Find A Grave entries for James, James Sr., Ann, and David

Will of James Harris Sr.  Calendar of New Jersey Wills…V.8 p. 166 (abstract) 8443-8448 L Middlesex County (Full Text, available to order online or view on microfilm at NJ State Archives)

Will of James Harris Jr. Calendar of New Jersey Wills…v.12 p. 168 (abstract) 10405L Middlesex County (Full Text, same ordering or viewing options above)

Extracts from Colonial Newspapers article, plus one additional

Colonial Marriage Bond for James Harris Sr. and Anne VanBuskirk 21 June 1748 BK H (part 1) p.77 (available for online ordering or on microfilm at the NJ State Archives)

Supreme Court Case File King vs. Howell, Buskirk, and Harris Middlesex County 1770 #20872* (available for online ordering, also viewable at the NJ State Archives)

Supreme Court Case File King vs. Howell Middlesex County 1770 #20872** (for assault of John Giles, also on January 9th, 1770)

Frederick Dennelsbeck

Detail from Romeo and Juliet by Frank Dicksee

Will abstract of Frederick Dennelsbeck, Sr.  Full Text available via NJ State Archives Book 12 p.308 (recorded copy)

Colonial Marriage Bond for Frederick Dendlesbeck and Barbary Elwell 9th Dec 1766 BK D p.226

Family Search death record for Frederick and Barbara Dennelsbeck

Find A Grave records for Frederick and Barbara

Clara Madden

Women Holding Umbrellas to Provide Shade from the Sun

1870, 1880, 1900, 1905 (Emma Rayner), 1910 (Emma Rayner), 1915 (Clara), 1920 (Emma and daughter Alice Itson), and 1930 (Alice Randall and husband Charles) Censuses

Clara’s death record was found by searching the 1916 death records under her last name “Madden”.  (Remember, New Jersey Death Certificates from 1904-1948 are organized in alphabetical order by last name within the calendar year.)

Here’s a Find a Grave page for Alice Randall, her husband Charles, and Emma Rayner, who died in 1929.  Ada Crist may be Alice Randall’s aunt and Emma’s sister, as one of Clara’s daughters was named Ada.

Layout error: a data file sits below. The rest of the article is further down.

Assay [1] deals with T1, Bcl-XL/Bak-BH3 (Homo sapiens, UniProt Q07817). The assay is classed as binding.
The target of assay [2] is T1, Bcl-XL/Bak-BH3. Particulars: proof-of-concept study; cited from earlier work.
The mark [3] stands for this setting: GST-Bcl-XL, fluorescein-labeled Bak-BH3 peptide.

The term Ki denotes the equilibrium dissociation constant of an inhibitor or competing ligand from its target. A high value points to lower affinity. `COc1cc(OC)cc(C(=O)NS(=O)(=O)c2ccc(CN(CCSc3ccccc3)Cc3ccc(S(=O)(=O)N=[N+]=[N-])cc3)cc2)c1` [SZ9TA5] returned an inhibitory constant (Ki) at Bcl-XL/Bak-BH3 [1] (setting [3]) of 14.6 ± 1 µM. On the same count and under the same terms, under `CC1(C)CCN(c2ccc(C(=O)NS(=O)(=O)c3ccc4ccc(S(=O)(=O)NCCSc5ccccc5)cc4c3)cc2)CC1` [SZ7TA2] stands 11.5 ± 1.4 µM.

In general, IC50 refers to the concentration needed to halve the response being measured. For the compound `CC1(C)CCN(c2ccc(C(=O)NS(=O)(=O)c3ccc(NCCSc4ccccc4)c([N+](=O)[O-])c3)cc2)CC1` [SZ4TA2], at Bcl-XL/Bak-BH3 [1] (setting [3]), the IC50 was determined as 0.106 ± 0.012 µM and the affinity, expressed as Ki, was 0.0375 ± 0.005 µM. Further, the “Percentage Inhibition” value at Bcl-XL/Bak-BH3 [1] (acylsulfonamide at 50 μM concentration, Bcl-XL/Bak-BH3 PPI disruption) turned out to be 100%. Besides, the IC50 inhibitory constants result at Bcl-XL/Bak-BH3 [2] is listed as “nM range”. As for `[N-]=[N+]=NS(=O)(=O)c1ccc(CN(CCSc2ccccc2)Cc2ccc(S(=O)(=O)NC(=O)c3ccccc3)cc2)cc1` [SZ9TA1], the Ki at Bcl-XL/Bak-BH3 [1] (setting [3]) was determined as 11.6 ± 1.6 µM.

We will be having additional lectures to celebrate National Family History Month on Wednesday October 18th, Tuesday October 24th, and Tuesday October 31st, 2017.  I hope you’ll join us for these upcoming programs.  Please also feel free to contact me for assistance with your research questions, and check out the Genealogy Research Guide.  I’d love to help you uncover some cool Genealogy stories of your own!


Genealogical Research Stories

Regina Fitzpatrick Genealogy Librarian

Please join the New Jersey State Library on Wednesday October 11th as we kick off our series of programs for National Family History Month.  Regina Fitzpatrick, Genealogy Librarian here at the NJSL, is an expert researcher into New Jersey’s genealogical records collections.  She has found some truly interesting and jaw-dropping stories about residents who lived long ago.  Come hear about forbidden romances, lost relatives, pirates, and criminal activity!  Time will be left at the end of the program so that others can share their own stories uncovered while digging into their family history.  Who knows what your next endeavor may uncover!

Fields marked with an * are required

Please indicate the classes you would like to attend by clicking on the appropriate box below. 

Useful New Jersey Genealogy Electronic Resources at the New Jersey State Library

Thank you all who were able to attend yesterday’s Useful New Jersey Genealogy Electronic Resources class!  I had a great time showing you how to find resources on the State Library website and highlighting some research strategies in Ancestry and Family Search.  Remember, most of the resources we looked at are completely accessible to you from home or your office.  In our discussion, we reviewed:

  1. How to access and search the State Library’s catalog.
  2. How to access and search the City Directory catalog (pdf file, use CTRL+F to search the document)
  3. How to find the State Library’s Genealogy Databases
  4. Using the “New Collections” function in Ancestry to sharpen your search results. (The State Library’s Ancestry subscription is only available for in-house use.)
  5. Using the “Catalog” function on Family Search to sharpen your search results
  6. Reviewing the Newspapers Research Guide, where the State Library’s complete newspaper holdings are listed.
  7. Reviewing the Genealogy Research Guide, which includes overviews of the State Library’s collections, the State Archives’ collections, and County Offices’ holdings, plus guides and handouts.

I’ve posted the handout distributed during class on the Genealogy Research Guide for anyone interested.  Look for additional Genealogy classes as part of the Lunchtime Learning series starting this autumn. Have a wonderful summer, everyone!